“The last thing I sponsored was a medianoche sandwich, on a paper plate, and a bottle of Fanta. That was in 1989. We’re broke. Sponsoring terrorism is just not an option.”
— Raul Castro
This is a critical step in President Barack Obama’s effort to normalize relations between the two countries, and provide much-needed economic relief to the impoverished nation, suffering from years of decay under communist dictatorship.
“I have tried to get a volunteer terror projects going on Twitter, and Facebook, but they keep deleting my accounts. I can ‘suggest’ terror, I just can’t finance it.”
— Raul Castro
The new designation reflecting President Obama’s pledge to help support Marxist regimes, regardless of their ongoing human rights violations. According to biographers, policy advisors, and fellow sympathizers on the academic left, this fulfills a long-held personal ambition for the president.
“Even if I did have a few thousand pesos for a car bomb, or some black market Korean bio-weapons, I’d probably save it for a dentist appointment, or just buy some new sandals, and a pack of gum.”
— Raul Castro, lamenting Cuba’s economic misfortunes
Since his college days a Columbia University, Obama has explored various ways to try give economic and ideological support to murderous communist regimes and militant Marxist dictatorships in Latin America, but, as one insider complained, “U.S. foreign policy was always a barrier,” adding “Obama always hated the Truman and Kennedy tradition of pro-American, anticommunist rhetoric.”
“America is a strong and prosperous nation. It’s our obligation to help restore Cuba’s economic vitality, so that the modest resources required to be a credible sponsor of terrorism can once again be an achievable goal for the Castro regime.”
— President Barack Obama
“Obama has always viewed this as a tragic error, out of sync with the sympathies of the modern left, leaving a stain on the Democratic party’s post-war trajectory.” Now that he’s president, the insider concluded, “Obama is finally in a position to promote Marxist ideology, both rhetorically, and materially”.
“Getting off this ‘terror sponsor’ list may piss off a bunch of elderly Cuban-Americans in Florida, but who cares? We can still torture their friends and relatives left behind in Cuba. A pair of pliers, a blow torch, a car battery. It doesn’t cost much to have a few laughs, and keep our opponents in line. Obama understand this.”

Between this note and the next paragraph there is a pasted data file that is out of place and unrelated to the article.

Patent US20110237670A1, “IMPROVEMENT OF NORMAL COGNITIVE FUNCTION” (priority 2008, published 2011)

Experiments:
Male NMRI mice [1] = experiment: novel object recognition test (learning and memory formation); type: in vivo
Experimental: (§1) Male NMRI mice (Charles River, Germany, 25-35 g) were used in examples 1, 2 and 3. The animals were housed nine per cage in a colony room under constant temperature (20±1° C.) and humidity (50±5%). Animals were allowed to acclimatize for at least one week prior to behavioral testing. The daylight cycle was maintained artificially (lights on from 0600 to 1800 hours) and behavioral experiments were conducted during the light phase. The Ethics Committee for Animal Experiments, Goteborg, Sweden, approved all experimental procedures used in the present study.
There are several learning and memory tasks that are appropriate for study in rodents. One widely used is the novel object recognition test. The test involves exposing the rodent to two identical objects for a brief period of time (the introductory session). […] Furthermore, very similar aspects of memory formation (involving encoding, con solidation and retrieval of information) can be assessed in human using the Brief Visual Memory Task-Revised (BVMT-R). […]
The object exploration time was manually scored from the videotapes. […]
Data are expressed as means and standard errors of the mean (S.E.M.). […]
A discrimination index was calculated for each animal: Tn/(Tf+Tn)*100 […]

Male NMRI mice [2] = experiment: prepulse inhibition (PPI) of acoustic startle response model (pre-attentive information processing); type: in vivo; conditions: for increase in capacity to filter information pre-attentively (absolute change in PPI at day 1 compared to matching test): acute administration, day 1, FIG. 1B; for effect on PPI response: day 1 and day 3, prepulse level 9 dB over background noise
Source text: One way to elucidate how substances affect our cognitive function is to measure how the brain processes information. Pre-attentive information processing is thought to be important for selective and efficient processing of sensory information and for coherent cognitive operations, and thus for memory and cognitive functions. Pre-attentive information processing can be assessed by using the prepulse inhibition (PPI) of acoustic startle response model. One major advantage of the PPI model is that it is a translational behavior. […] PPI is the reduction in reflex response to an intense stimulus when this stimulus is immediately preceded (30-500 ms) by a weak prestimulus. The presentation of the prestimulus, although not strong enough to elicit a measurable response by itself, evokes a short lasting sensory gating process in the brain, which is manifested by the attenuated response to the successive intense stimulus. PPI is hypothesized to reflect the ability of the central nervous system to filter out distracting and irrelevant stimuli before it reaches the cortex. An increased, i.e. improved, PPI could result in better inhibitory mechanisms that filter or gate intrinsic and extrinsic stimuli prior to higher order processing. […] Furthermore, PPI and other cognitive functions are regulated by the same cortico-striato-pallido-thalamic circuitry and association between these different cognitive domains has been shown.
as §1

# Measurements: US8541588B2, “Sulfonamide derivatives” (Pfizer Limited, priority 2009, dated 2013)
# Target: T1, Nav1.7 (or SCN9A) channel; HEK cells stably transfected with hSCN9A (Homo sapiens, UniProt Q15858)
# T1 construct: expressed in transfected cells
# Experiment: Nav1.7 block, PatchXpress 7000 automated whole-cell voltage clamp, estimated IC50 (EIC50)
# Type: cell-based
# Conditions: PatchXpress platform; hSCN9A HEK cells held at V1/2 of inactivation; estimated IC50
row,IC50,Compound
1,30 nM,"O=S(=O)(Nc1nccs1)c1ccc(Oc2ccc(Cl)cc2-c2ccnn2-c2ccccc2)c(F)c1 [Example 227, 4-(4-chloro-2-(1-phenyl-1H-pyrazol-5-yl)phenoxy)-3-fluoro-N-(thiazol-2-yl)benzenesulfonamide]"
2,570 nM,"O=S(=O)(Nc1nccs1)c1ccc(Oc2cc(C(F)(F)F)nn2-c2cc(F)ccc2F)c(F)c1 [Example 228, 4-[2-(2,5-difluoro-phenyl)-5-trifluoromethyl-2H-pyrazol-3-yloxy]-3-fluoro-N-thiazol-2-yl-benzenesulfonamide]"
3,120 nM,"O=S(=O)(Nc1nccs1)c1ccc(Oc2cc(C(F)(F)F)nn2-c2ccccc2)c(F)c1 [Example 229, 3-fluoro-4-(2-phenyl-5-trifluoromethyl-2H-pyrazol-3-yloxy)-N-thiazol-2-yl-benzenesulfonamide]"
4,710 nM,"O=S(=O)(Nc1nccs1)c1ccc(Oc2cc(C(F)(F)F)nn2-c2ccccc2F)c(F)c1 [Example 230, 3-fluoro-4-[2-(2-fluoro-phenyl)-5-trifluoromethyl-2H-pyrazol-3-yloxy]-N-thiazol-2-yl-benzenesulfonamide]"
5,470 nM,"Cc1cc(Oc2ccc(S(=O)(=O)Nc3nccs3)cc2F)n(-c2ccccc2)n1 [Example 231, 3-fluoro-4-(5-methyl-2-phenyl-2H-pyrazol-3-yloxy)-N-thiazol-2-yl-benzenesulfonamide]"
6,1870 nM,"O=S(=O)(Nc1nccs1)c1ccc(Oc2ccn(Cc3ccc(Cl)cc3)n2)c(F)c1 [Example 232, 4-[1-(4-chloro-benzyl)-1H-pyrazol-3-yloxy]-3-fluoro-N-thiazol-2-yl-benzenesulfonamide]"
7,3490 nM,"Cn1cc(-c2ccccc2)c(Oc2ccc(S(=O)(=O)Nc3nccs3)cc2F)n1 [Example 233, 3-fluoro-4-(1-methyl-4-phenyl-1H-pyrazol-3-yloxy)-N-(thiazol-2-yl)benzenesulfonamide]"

— Spokesman for Committee for the Defense of the Revolution
“In its current state, Cuba can barely sponsor a roll of toilet paper, or replace a broken headlight on a 1957 Chevy, much less sponsor actual terrorism. It’s time our foreign policy recognizes this. It’s our obligation to help restore Cuba’s economic vitality, so that the modest resources required to be a credible sponsor terrorism can once again be an achievable goal for the Castro regime,” the president said this morning from the rose garden, in a brief statement to the press.
“Obama always hated the Truman and Kennedy tradition of pro-American, anticommunist rhetoric. Obama has always viewed this as a tragic error, out of sync with the sympathies of the modern left, leaving a stain on the Democratic party’s post-war trajectory.”
— White House insider
“Sponsor terrorism, are you kidding? The last thing I sponsored was a medianoche sandwich, on a paper plate, and a bottle of Fanta. That was in 1989. Sponsor terrorism? I wish! Even if I did have a few thousand pesos for a car bomb, or some black market Korean bio-weapons, I’d probably save it for a dentist appointment, or just buy some new sandals”, said Raul Castro. Read the rest of this entry »
Posted: December 20, 2014 Filed under: Diplomacy, Global, Mediasphere, Politics, White House | Tags: Barack Obama, Cuba, Cuban Revolution, Havana, John Kerry, Josh Earnest, President of Cuba, Raúl Castro, United States, Washington State
HAVANA — President Raúl Castro declared victory for the Cuban Revolution on Saturday in a wide-ranging speech, thanking President Obama for “a new chapter,” while also reaffirming that restored relations with the United States did not mean the end of Communist rule in Cuba.
“I do not believe we can keep doing the same thing for over five decades and expect a different result.”
In a televised speech that lasted less than an hour at the end of Cuba’s legislative session, Mr. Castro alternated between conciliatory and combative statements against the United States and the rest of the world.
He emphasized that Cuba would accelerate its economic reform, prioritizing an end to the country’s dual-currency system. But he also said that changes needed to be gradual to create a system of “prosperous and sustainable communism.” Read the rest of this entry »